Once dry, I cut through the dried paint, and cut the strips into 2.5mm long pieces. Using a very small amount of glue, I attached the two chapter rings together (using the registration bumps on the movement to assure they were aligned). I then carefully applied the luminous indices to the ring assembly. The adhesive, although permanent, is repositionable for a while, so it was relatively easy to align the indices exactly.

To make the two luminous dots on either side of the 12 o’clock index, I used a toothpick to first apply a small dot of white paint. Once dry, I used the toothpick to apply lume over the paint. It didn’t turn out perfectly symmetrical, but this is only noticeable under a loupe or in close-up photos.

When it was all done, I applied a final coat of matte clear to give a uniform finish, and help hold everything together.


The first job was to reinstall the four pushbuttons. I applied a thin layer of silicone grease on the tiny o-ring around each button’s shaft so that no water can enter there (although I have my doubts about the claimed 100m water resistance). A spring was then slipped over the button shaft, and the button slid into place. While using a plastic clamp to keep the button depressed, I carefully reinstalled the C-clip.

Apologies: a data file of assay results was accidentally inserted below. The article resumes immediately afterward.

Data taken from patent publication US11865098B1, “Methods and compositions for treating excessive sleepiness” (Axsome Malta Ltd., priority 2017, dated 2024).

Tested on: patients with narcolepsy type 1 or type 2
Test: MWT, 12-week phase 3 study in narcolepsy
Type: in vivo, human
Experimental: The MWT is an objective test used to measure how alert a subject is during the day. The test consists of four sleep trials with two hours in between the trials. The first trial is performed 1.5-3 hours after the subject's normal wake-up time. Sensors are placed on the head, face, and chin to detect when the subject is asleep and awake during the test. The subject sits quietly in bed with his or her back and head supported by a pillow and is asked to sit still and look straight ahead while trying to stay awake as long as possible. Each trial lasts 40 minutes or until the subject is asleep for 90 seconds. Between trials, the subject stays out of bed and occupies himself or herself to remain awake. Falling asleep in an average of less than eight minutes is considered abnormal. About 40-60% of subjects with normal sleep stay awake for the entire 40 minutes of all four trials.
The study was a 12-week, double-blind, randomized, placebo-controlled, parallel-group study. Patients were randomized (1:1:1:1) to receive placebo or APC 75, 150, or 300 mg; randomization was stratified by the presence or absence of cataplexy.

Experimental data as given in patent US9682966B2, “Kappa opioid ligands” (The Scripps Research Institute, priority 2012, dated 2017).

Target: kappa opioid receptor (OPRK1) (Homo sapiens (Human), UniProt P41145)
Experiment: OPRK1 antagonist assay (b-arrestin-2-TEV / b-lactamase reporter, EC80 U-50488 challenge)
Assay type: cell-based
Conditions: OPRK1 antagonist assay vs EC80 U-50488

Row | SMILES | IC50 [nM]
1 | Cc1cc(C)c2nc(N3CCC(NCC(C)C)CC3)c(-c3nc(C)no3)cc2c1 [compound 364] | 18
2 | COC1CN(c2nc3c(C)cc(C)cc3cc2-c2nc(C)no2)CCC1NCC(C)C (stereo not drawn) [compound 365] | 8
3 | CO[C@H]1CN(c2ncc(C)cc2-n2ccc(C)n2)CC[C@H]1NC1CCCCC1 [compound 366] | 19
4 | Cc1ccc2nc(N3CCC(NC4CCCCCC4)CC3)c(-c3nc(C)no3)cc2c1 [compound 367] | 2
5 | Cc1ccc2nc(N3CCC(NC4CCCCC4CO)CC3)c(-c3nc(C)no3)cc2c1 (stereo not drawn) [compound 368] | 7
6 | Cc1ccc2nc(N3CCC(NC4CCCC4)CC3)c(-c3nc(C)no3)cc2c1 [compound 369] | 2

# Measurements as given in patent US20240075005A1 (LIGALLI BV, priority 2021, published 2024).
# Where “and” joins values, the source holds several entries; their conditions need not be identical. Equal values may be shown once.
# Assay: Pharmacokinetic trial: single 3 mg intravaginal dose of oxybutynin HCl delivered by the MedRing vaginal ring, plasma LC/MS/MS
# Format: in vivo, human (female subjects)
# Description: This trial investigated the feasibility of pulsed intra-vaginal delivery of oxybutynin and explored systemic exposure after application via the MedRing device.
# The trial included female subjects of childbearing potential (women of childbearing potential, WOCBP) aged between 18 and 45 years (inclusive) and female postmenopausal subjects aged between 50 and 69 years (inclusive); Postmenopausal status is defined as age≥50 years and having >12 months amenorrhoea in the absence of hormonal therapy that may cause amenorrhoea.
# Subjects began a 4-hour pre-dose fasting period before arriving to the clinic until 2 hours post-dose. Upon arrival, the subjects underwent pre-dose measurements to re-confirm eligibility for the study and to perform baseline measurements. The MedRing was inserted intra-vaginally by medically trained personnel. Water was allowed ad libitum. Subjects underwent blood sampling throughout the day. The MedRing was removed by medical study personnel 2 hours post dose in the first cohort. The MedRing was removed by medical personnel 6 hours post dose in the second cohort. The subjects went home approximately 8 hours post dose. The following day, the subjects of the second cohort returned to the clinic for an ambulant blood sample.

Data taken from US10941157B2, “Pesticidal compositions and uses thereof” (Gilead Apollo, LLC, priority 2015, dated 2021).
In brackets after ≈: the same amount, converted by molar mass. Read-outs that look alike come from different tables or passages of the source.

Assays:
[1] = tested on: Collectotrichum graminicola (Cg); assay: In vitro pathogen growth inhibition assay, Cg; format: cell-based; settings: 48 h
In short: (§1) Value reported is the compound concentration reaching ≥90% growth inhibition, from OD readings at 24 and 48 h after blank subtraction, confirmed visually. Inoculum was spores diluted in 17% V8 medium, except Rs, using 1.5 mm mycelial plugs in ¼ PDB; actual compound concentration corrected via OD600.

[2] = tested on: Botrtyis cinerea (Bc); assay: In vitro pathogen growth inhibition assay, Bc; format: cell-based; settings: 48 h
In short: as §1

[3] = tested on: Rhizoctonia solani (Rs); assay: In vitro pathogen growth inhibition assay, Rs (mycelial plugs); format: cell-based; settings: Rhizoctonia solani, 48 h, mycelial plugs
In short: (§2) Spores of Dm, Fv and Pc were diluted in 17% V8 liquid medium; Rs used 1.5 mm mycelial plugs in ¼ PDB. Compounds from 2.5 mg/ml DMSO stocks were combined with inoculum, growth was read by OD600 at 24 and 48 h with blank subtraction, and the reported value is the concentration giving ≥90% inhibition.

Finished movement, ready to reinstall in the case.

Finished movement, ready to reinstall in the case.

Next, I placed the chapter ring assembly onto the movement and reinstalled the hands, carefully lining them all up with the 12 o’clock index. I set the movement dial side up on a small block of wood, carefully lowered the case over it, and then flipped it over. Registration notches in the movement and case provided proper alignment.

The back of the movement is covered by a clear plastic label to ensure that it remains insulated from the piezo-electric beeper. This label was in tatters when I received the watch, but I was able to make a scan of it, trace the outlines, and make a new label from the same material I used to hold the polarizing filter to the LCD.

Finally, I applied some silicone grease to the case back gasket, and screwed the case back in place. Done!

Making the Bracelet Fit Better

I have quite small wrists (6.25″ or 159mm). The Pulsar’s bracelet had enough removable links that I could make the bracelet short enough, but the watch still didn’t fit well. The problem was the end links. Due to interference with the ends of the watch case, they could only bend downwards slightly, thus not wrapping around my wrist.